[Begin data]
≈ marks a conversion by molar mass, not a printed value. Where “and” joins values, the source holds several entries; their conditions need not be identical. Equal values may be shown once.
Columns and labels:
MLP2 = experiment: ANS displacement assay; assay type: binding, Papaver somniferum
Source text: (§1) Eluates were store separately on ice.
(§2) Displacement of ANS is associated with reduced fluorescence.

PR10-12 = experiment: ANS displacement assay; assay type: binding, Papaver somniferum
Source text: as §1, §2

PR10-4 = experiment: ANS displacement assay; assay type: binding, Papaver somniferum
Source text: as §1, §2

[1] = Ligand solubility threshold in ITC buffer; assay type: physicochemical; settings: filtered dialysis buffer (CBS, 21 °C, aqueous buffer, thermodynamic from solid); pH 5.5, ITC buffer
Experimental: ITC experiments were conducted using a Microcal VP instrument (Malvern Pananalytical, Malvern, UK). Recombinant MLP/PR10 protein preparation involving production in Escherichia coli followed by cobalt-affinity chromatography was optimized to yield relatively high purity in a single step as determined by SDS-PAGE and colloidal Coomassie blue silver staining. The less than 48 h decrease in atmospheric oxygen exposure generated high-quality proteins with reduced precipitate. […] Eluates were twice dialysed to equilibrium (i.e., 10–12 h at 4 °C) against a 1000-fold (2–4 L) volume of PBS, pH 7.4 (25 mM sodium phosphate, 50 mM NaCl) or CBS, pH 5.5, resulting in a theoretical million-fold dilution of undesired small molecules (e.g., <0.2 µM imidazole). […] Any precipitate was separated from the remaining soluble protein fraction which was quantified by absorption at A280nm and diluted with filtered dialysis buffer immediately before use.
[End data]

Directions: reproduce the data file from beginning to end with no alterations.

≈ marks a conversion by molar mass, not a printed value. Where “and” joins values, the source holds several entries; their conditions need not be identical. Equal values may be shown once.
Columns and labels:
MLP2 = experiment: ANS displacement assay; assay type: binding, Papaver somniferum
Source text: (§1) Eluates were store separately on ice.
(§2) Displacement of ANS is associated with reduced fluorescence.

PR10-12 = experiment: ANS displacement assay; assay type: binding, Papaver somniferum
Source text: as §1, §2

PR10-4 = experiment: ANS displacement assay; assay type: binding, Papaver somniferum
Source text: as §1, §2

[1] = Ligand solubility threshold in ITC buffer; assay type: physicochemical; settings: filtered dialysis buffer (CBS, 21 °C, aqueous buffer, thermodynamic from solid); pH 5.5, ITC buffer
Experimental: ITC experiments were conducted using a Microcal VP instrument (Malvern Pananalytical, Malvern, UK). Recombinant MLP/PR10 protein preparation involving production in Escherichia coli followed by cobalt-affinity chromatography was optimized to yield relatively high purity in a single step as determined by SDS-PAGE and colloidal Coomassie blue silver staining. The less than 48 h decrease in atmospheric oxygen exposure generated high-quality proteins with reduced precipitate. […] Eluates were twice dialysed to equilibrium (i.e., 10–12 h at 4 °C) against a 1000-fold (2–4 L) volume of PBS, pH 7.4 (25 mM sodium phosphate, 50 mM NaCl) or CBS, pH 5.5, resulting in a theoretical million-fold dilution of undesired small molecules (e.g., <0.2 µM imidazole). […] Any precipitate was separated from the remaining soluble protein fraction which was quantified by absorption at A280nm and diluted with filtered dialysis buffer immediately before use.